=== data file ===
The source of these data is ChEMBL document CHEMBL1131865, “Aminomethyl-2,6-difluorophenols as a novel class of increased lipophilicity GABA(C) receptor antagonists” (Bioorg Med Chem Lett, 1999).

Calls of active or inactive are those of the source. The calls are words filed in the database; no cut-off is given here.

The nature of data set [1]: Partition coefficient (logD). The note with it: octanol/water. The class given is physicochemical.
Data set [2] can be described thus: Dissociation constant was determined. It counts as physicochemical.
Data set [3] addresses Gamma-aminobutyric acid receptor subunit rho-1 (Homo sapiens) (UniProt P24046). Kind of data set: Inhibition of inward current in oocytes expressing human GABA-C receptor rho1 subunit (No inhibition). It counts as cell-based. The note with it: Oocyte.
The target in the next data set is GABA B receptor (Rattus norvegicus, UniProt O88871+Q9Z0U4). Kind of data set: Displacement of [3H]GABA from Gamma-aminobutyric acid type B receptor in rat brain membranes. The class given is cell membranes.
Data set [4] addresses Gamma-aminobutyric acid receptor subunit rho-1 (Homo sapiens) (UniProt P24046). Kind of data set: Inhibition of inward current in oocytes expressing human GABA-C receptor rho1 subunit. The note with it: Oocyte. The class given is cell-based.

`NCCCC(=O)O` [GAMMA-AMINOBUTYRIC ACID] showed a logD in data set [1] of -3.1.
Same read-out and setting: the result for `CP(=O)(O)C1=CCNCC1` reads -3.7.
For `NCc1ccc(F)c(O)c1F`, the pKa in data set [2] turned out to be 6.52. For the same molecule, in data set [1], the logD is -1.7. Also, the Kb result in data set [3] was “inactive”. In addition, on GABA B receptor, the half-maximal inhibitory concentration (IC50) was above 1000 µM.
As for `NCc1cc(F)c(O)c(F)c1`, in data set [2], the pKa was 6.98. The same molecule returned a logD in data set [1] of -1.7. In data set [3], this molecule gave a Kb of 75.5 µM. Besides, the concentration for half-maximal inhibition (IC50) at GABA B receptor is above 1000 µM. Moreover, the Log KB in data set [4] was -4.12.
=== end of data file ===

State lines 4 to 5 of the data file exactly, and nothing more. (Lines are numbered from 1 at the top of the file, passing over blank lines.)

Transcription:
Data set [2] can be described thus: Dissociation constant was determined. It counts as physicochemical.
Data set [3] addresses Gamma-aminobutyric acid receptor subunit rho-1 (Homo sapiens) (UniProt P24046). Kind of data set: Inhibition of inward current in oocytes expressing human GABA-C receptor rho1 subunit (No inhibition). It counts as cell-based. The note with it: Oocyte.